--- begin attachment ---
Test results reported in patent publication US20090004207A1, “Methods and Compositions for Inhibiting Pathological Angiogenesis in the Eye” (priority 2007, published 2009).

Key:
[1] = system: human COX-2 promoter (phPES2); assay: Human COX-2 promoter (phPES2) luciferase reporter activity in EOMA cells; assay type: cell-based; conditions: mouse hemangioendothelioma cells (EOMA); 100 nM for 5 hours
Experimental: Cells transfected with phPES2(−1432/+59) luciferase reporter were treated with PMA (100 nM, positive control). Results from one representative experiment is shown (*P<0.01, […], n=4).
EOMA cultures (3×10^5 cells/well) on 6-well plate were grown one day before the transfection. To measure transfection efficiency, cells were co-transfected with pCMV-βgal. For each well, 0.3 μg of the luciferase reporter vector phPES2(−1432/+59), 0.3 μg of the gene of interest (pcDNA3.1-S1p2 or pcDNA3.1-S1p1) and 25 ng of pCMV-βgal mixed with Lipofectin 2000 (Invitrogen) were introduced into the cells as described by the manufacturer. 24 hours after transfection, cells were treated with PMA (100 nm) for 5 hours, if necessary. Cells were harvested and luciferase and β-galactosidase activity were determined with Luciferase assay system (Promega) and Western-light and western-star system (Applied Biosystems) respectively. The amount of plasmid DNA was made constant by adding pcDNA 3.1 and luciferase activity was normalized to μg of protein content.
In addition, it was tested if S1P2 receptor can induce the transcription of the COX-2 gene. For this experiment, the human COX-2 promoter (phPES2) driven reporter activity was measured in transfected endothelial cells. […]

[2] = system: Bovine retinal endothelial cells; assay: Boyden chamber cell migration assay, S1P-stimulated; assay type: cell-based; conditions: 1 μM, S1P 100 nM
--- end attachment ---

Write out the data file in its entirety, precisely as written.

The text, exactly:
Test results reported in patent publication US20090004207A1, “Methods and Compositions for Inhibiting Pathological Angiogenesis in the Eye” (priority 2007, published 2009).

Key:
[1] = system: human COX-2 promoter (phPES2); assay: Human COX-2 promoter (phPES2) luciferase reporter activity in EOMA cells; assay type: cell-based; conditions: mouse hemangioendothelioma cells (EOMA); 100 nM for 5 hours
Experimental: Cells transfected with phPES2(−1432/+59) luciferase reporter were treated with PMA (100 nM, positive control). Results from one representative experiment is shown (*P<0.01, […], n=4).
EOMA cultures (3×10^5 cells/well) on 6-well plate were grown one day before the transfection. To measure transfection efficiency, cells were co-transfected with pCMV-βgal. For each well, 0.3 μg of the luciferase reporter vector phPES2(−1432/+59), 0.3 μg of the gene of interest (pcDNA3.1-S1p2 or pcDNA3.1-S1p1) and 25 ng of pCMV-βgal mixed with Lipofectin 2000 (Invitrogen) were introduced into the cells as described by the manufacturer. 24 hours after transfection, cells were treated with PMA (100 nm) for 5 hours, if necessary. Cells were harvested and luciferase and β-galactosidase activity were determined with Luciferase assay system (Promega) and Western-light and western-star system (Applied Biosystems) respectively. The amount of plasmid DNA was made constant by adding pcDNA 3.1 and luciferase activity was normalized to μg of protein content.
In addition, it was tested if S1P2 receptor can induce the transcription of the COX-2 gene. For this experiment, the human COX-2 promoter (phPES2) driven reporter activity was measured in transfected endothelial cells. […]

[2] = system: Bovine retinal endothelial cells; assay: Boyden chamber cell migration assay, S1P-stimulated; assay type: cell-based; conditions: 1 μM, S1P 100 nM